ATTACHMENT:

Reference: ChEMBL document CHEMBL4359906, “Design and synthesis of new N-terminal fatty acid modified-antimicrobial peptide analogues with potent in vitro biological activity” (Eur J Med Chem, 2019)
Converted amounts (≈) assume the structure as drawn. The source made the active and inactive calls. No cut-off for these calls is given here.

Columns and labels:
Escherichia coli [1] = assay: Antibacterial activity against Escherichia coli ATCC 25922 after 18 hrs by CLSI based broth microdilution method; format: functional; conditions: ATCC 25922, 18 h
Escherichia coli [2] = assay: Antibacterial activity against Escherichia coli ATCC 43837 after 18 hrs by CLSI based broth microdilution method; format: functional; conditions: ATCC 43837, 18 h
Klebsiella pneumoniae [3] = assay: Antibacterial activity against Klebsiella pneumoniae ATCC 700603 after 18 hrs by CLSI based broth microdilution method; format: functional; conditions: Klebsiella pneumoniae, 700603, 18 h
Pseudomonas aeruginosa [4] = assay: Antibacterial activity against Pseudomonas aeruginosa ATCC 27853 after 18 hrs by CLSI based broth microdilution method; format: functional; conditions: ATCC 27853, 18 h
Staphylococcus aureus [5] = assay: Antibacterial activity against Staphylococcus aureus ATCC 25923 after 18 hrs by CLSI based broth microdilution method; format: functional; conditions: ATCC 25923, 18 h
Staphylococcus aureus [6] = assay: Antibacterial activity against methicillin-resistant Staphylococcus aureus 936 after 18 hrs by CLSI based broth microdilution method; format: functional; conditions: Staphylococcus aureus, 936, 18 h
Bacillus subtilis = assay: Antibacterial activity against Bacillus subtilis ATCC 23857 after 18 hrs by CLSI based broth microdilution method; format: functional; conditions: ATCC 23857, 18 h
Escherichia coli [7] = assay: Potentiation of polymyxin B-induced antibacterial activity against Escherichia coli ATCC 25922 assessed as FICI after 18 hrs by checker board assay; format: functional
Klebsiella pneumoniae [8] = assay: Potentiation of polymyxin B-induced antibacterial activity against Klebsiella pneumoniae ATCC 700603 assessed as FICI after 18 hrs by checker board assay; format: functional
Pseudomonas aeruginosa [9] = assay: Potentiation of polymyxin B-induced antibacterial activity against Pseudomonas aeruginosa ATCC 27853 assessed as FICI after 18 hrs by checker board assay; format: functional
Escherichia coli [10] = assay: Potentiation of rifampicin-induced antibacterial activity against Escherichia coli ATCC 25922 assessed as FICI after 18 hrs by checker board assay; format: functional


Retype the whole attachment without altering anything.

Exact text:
Reference: ChEMBL document CHEMBL4359906, “Design and synthesis of new N-terminal fatty acid modified-antimicrobial peptide analogues with potent in vitro biological activity” (Eur J Med Chem, 2019)
Converted amounts (≈) assume the structure as drawn. The source made the active and inactive calls. No cut-off for these calls is given here.

Columns and labels:
Escherichia coli [1] = assay: Antibacterial activity against Escherichia coli ATCC 25922 after 18 hrs by CLSI based broth microdilution method; format: functional; conditions: ATCC 25922, 18 h
Escherichia coli [2] = assay: Antibacterial activity against Escherichia coli ATCC 43837 after 18 hrs by CLSI based broth microdilution method; format: functional; conditions: ATCC 43837, 18 h
Klebsiella pneumoniae [3] = assay: Antibacterial activity against Klebsiella pneumoniae ATCC 700603 after 18 hrs by CLSI based broth microdilution method; format: functional; conditions: Klebsiella pneumoniae, 700603, 18 h
Pseudomonas aeruginosa [4] = assay: Antibacterial activity against Pseudomonas aeruginosa ATCC 27853 after 18 hrs by CLSI based broth microdilution method; format: functional; conditions: ATCC 27853, 18 h
Staphylococcus aureus [5] = assay: Antibacterial activity against Staphylococcus aureus ATCC 25923 after 18 hrs by CLSI based broth microdilution method; format: functional; conditions: ATCC 25923, 18 h
Staphylococcus aureus [6] = assay: Antibacterial activity against methicillin-resistant Staphylococcus aureus 936 after 18 hrs by CLSI based broth microdilution method; format: functional; conditions: Staphylococcus aureus, 936, 18 h
Bacillus subtilis = assay: Antibacterial activity against Bacillus subtilis ATCC 23857 after 18 hrs by CLSI based broth microdilution method; format: functional; conditions: ATCC 23857, 18 h
Escherichia coli [7] = assay: Potentiation of polymyxin B-induced antibacterial activity against Escherichia coli ATCC 25922 assessed as FICI after 18 hrs by checker board assay; format: functional
Klebsiella pneumoniae [8] = assay: Potentiation of polymyxin B-induced antibacterial activity against Klebsiella pneumoniae ATCC 700603 assessed as FICI after 18 hrs by checker board assay; format: functional
Pseudomonas aeruginosa [9] = assay: Potentiation of polymyxin B-induced antibacterial activity against Pseudomonas aeruginosa ATCC 27853 assessed as FICI after 18 hrs by checker board assay; format: functional
Escherichia coli [10] = assay: Potentiation of rifampicin-induced antibacterial activity against Escherichia coli ATCC 25922 assessed as FICI after 18 hrs by checker board assay; format: functional